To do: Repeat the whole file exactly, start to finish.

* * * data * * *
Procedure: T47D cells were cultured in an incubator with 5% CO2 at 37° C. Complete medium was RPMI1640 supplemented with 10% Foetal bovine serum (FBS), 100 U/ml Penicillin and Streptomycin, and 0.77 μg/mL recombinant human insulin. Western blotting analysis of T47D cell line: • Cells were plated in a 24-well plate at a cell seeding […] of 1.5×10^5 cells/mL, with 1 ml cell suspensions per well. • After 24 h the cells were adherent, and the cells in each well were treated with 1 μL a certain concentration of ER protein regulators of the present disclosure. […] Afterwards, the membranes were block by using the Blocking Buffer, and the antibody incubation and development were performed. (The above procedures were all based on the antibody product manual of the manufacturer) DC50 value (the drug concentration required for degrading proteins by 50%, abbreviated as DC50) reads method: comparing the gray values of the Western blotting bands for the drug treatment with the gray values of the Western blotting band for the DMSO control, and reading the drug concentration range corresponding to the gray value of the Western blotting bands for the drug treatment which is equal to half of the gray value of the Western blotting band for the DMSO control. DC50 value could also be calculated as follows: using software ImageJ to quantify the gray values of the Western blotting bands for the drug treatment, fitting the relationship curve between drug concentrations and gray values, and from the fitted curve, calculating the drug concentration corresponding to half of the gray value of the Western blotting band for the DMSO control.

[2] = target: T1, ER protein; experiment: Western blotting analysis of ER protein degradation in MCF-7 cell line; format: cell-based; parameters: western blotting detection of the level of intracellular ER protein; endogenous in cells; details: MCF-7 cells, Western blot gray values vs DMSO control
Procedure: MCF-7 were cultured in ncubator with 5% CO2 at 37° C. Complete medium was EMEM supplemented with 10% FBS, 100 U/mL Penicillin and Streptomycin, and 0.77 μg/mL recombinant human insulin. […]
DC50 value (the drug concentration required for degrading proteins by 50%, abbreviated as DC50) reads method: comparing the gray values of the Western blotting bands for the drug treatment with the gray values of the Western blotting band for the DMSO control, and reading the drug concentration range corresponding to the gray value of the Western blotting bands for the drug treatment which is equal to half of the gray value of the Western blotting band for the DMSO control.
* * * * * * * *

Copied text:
Procedure: T47D cells were cultured in an incubator with 5% CO2 at 37° C. Complete medium was RPMI1640 supplemented with 10% Foetal bovine serum (FBS), 100 U/ml Penicillin and Streptomycin, and 0.77 μg/mL recombinant human insulin. Western blotting analysis of T47D cell line: • Cells were plated in a 24-well plate at a cell seeding […] of 1.5×10^5 cells/mL, with 1 ml cell suspensions per well. • After 24 h the cells were adherent, and the cells in each well were treated with 1 μL a certain concentration of ER protein regulators of the present disclosure. […] Afterwards, the membranes were block by using the Blocking Buffer, and the antibody incubation and development were performed. (The above procedures were all based on the antibody product manual of the manufacturer) DC50 value (the drug concentration required for degrading proteins by 50%, abbreviated as DC50) reads method: comparing the gray values of the Western blotting bands for the drug treatment with the gray values of the Western blotting band for the DMSO control, and reading the drug concentration range corresponding to the gray value of the Western blotting bands for the drug treatment which is equal to half of the gray value of the Western blotting band for the DMSO control. DC50 value could also be calculated as follows: using software ImageJ to quantify the gray values of the Western blotting bands for the drug treatment, fitting the relationship curve between drug concentrations and gray values, and from the fitted curve, calculating the drug concentration corresponding to half of the gray value of the Western blotting band for the DMSO control.

[2] = target: T1, ER protein; experiment: Western blotting analysis of ER protein degradation in MCF-7 cell line; format: cell-based; parameters: western blotting detection of the level of intracellular ER protein; endogenous in cells; details: MCF-7 cells, Western blot gray values vs DMSO control
Procedure: MCF-7 were cultured in ncubator with 5% CO2 at 37° C. Complete medium was EMEM supplemented with 10% FBS, 100 U/mL Penicillin and Streptomycin, and 0.77 μg/mL recombinant human insulin. […]
DC50 value (the drug concentration required for degrading proteins by 50%, abbreviated as DC50) reads method: comparing the gray values of the Western blotting bands for the drug treatment with the gray values of the Western blotting band for the DMSO control, and reading the drug concentration range corresponding to the gray value of the Western blotting bands for the drug treatment which is equal to half of the gray value of the Western blotting band for the DMSO control.